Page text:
Last week, the Select Committee on Jan. 6 brought forward a pair of witnesses to testify in the panel’s first prime-time hearing to depict the Capitol riot as a coordinated “insurrection.” Among them was a documentary filmmaker named Nick Quested, who was embedded with the far-right group the “Proud Boys” on the day of the turmoil.
Quested gave the committee an eyewitness account of the riot as he followed the Proud Boys throughout the day.
“I filmed several rallies in Washington D.C. on December the 11th and December the 12th and I learned there would be a rally on the Mall and — on January 6th,” Quested said. “So my three colleagues and I came down to document the rally. According to the permit, the event there was going to be a rally at the Ellipse.”
After arriving at the National Mall, Quested added, he “observed a large contingent of Proud Boys marching towards the Capitol. We filmed them and almost immediately I was separated from my colleagues.”
Quested shared his footage from the demonstrations and how he “documented the crowd turn from protesters to rioters to insurrectionists.”
“Now a central question is whether the attack on the Capitol was coordinated and planned,” said Select Committee Chairman Bennie Thompson, D-Miss., while wrapping up questions. “What you witnessed is what a coordinated and planned effort would look like. It was the culmination of a months-long effort spearheaded by President Trump.”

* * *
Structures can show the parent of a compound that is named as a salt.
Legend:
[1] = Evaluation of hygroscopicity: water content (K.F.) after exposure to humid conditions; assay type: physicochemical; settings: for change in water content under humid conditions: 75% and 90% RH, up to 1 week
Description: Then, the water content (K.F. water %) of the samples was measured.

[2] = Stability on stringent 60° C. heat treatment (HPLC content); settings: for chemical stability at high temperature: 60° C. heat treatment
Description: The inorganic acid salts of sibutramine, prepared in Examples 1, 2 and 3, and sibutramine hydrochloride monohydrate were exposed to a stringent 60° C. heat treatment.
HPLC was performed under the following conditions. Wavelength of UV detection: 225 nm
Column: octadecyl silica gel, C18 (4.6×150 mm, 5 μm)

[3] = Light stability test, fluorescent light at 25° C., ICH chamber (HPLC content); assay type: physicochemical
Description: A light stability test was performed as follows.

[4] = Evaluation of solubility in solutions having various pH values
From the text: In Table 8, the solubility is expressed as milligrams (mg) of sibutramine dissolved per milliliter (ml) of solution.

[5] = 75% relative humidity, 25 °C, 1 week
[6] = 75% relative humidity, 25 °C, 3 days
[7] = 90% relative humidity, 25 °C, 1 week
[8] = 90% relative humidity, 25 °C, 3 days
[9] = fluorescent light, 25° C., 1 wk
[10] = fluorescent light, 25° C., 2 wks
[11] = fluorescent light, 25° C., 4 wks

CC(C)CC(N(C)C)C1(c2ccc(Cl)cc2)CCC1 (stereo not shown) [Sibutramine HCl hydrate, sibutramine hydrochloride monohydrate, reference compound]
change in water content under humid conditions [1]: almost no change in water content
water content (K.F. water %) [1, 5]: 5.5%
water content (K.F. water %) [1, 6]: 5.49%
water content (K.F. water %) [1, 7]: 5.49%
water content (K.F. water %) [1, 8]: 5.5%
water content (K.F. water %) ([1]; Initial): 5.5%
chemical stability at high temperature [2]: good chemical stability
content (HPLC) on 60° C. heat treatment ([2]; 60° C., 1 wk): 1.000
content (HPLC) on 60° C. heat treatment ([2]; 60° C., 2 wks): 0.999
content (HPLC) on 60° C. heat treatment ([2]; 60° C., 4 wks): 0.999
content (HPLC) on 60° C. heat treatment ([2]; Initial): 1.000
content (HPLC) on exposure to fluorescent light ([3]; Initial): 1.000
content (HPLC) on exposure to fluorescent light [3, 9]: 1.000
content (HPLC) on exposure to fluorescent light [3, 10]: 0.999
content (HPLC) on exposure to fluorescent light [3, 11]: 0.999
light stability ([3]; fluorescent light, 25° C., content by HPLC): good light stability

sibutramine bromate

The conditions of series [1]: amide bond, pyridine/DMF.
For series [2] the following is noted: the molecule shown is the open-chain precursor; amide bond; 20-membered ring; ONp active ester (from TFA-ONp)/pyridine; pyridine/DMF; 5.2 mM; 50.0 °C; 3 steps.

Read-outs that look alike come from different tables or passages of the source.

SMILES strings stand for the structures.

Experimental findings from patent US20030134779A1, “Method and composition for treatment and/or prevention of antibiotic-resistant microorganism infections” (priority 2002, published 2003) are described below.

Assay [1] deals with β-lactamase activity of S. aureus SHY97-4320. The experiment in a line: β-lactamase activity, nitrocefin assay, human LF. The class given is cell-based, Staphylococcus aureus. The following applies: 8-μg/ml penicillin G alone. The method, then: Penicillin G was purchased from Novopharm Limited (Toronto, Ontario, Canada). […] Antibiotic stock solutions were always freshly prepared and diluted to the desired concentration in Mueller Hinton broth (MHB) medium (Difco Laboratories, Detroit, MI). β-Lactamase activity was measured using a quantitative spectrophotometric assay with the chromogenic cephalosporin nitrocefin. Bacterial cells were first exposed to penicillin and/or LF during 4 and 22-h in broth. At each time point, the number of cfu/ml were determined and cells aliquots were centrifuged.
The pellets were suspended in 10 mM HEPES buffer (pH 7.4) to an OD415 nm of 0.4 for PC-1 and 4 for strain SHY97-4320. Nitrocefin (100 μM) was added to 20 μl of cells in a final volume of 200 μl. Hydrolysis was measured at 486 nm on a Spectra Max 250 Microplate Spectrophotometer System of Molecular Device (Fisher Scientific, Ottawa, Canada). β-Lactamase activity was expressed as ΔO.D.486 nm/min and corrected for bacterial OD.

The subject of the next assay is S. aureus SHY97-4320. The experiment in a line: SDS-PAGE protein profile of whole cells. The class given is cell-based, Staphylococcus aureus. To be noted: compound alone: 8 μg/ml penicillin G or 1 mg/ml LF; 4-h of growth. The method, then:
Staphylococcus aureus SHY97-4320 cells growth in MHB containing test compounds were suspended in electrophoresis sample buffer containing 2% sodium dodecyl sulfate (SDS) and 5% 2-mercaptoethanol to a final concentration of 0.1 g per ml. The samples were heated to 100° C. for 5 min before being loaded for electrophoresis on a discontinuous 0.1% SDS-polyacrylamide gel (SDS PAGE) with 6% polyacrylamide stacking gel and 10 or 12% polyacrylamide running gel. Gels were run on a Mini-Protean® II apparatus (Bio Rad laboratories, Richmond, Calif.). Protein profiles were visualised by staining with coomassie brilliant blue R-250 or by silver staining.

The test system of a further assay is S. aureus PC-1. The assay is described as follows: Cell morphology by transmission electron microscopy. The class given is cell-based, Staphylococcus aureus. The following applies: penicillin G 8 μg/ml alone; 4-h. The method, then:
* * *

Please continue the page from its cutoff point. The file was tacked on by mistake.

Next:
Except Quested did not testify that the Proud Boys attended first as insurrectionists. To the contrary, Quested told NBC’s Chuck Todd on “Meet the Press” Sunday that the group’s leader, Henry “Enrique” Tarrio, was “very receptive” to the documentary crew’s embed.
“How did you get Mr. Tarrio and other members of the Proud Boys to say, ‘Yes. Film us. We want this on the record. Document what we’re doing?” Todd asked.
“Well, I had a colleague who gave me Enrique’s phone number and I called him,” Quested said, before going on:
He was very receptive to the idea. He liked the film that I had produced called Restrepo with my colleagues Sebastian Junger and Tim Hetherington, which was a film about a deployment of veterans in the Korengal Valley in Afghanistan. So I think the veteran aspect of that was appealing to them.
The leader of a group plotting a coordinated insurrection would normally be hard-pressed to allow a documentarian to film it, let alone be receptive to an embed.
Even if the Jan. 6 riot was coordinated, contrary to the FBI finding “scant evidence” of an “organized plot,” a coordinated attack would undermine the committee’s central claim of former President Donald Trump’s culpability.